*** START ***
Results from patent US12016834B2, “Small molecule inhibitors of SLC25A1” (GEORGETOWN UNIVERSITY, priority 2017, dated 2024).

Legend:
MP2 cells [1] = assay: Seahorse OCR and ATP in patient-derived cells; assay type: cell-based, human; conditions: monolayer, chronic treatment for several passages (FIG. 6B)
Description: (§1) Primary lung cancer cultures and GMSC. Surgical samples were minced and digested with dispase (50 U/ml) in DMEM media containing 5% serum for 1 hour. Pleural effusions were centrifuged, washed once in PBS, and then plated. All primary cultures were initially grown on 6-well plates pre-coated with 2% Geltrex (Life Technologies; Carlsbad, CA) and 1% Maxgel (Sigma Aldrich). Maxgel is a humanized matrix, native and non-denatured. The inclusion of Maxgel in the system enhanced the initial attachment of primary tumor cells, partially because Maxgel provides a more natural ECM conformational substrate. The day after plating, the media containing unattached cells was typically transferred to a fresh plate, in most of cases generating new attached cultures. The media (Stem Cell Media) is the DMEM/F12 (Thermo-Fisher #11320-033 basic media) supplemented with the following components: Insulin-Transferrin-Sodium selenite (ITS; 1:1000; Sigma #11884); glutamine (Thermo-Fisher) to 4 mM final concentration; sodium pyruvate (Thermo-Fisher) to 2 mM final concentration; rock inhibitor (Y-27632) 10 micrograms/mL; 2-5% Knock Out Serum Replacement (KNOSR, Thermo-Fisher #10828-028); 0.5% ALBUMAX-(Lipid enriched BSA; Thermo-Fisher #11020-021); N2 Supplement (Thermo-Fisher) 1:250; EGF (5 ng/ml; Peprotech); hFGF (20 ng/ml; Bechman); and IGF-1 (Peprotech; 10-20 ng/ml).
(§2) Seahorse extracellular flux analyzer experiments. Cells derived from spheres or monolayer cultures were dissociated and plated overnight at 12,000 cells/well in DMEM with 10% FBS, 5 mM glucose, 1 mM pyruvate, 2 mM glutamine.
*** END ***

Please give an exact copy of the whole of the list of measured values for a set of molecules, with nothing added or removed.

Results from patent US12016834B2, “Small molecule inhibitors of SLC25A1” (GEORGETOWN UNIVERSITY, priority 2017, dated 2024).

Legend:
MP2 cells [1] = assay: Seahorse OCR and ATP in patient-derived cells; assay type: cell-based, human; conditions: monolayer, chronic treatment for several passages (FIG. 6B)
Description: (§1) Primary lung cancer cultures and GMSC. Surgical samples were minced and digested with dispase (50 U/ml) in DMEM media containing 5% serum for 1 hour. Pleural effusions were centrifuged, washed once in PBS, and then plated. All primary cultures were initially grown on 6-well plates pre-coated with 2% Geltrex (Life Technologies; Carlsbad, CA) and 1% Maxgel (Sigma Aldrich). Maxgel is a humanized matrix, native and non-denatured. The inclusion of Maxgel in the system enhanced the initial attachment of primary tumor cells, partially because Maxgel provides a more natural ECM conformational substrate. The day after plating, the media containing unattached cells was typically transferred to a fresh plate, in most of cases generating new attached cultures. The media (Stem Cell Media) is the DMEM/F12 (Thermo-Fisher #11320-033 basic media) supplemented with the following components: Insulin-Transferrin-Sodium selenite (ITS; 1:1000; Sigma #11884); glutamine (Thermo-Fisher) to 4 mM final concentration; sodium pyruvate (Thermo-Fisher) to 2 mM final concentration; rock inhibitor (Y-27632) 10 micrograms/mL; 2-5% Knock Out Serum Replacement (KNOSR, Thermo-Fisher #10828-028); 0.5% ALBUMAX-(Lipid enriched BSA; Thermo-Fisher #11020-021); N2 Supplement (Thermo-Fisher) 1:250; EGF (5 ng/ml; Peprotech); hFGF (20 ng/ml; Bechman); and IGF-1 (Peprotech; 10-20 ng/ml).
(§2) Seahorse extracellular flux analyzer experiments. Cells derived from spheres or monolayer cultures were dissociated and plated overnight at 12,000 cells/well in DMEM with 10% FBS, 5 mM glucose, 1 mM pyruvate, 2 mM glutamine.